More flute - less magic

When will opera directors learn that less is invariably more? In the 1950s the actor-manager Brian Rix developed a genre of comedy known as Whitehall farce. The main characteristic of this peculiarly English art form was frantic stage business involving a lot of doors. And judging by the six doors and endless comings and goings in English Touring Opera's new production of Mozart's The Magic Flute, which played at Snape yesterday, we may be about to experience a revival of the Whitehall farce.

This new Magic Flute is directed by, and I quote English Touring Opera's website, "phyical theatre specialist Liam Steel". So it was hardly surprising that the production was more theatre music than music theatre. But this meant that fleeting moments of magic battled against a noisy set that was part lighting showroom (see header photo) and part TV game show. Musically, things under conductor Paul McGrath were equally patchy, despite an outstanding Queen of the Night from Laure Meloy. And was an electronic keyboard in a Mozart opera at Snape a sound of the times, or just a sound of the technology?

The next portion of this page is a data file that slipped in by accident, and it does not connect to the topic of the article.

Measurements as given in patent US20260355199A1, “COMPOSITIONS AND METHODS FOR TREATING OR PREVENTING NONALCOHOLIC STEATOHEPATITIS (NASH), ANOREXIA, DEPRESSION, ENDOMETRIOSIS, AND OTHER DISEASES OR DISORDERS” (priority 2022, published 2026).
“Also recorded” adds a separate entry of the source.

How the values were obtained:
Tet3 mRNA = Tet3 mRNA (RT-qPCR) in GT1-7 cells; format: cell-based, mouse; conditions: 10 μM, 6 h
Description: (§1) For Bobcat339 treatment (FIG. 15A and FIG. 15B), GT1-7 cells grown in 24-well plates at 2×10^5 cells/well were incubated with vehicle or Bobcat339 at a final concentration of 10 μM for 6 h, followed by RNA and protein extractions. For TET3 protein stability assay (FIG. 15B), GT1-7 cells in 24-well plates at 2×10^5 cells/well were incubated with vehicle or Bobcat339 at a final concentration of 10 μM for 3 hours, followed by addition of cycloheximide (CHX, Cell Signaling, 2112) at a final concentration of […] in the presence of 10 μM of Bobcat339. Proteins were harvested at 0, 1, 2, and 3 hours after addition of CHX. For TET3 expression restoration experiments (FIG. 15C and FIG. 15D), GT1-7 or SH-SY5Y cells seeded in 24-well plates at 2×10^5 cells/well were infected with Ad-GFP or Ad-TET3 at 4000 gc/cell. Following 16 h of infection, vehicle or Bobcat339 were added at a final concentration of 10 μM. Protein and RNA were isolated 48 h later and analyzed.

English Touring Opera work on restricted budgets, and do a fantastic job of taking English language opera to the places that more prestigous companies do not reach. For this reason they invariably receive a positive press. But, I am afraid, this time I am putting the final score at Physical Theatre 5 - Mozart 1.

Photo credit Neil Libbert. Our tickets for English Touring Opera's The Magic Flute were purchased at Aldeburgh's box office. Any copyrighted material on these pages is included as "fair use", for the purpose of study, review or critical analysis only, and will be removed at the request of copyright owner(s). Report errors to - overgrownpath at hotmail dot co dot uk


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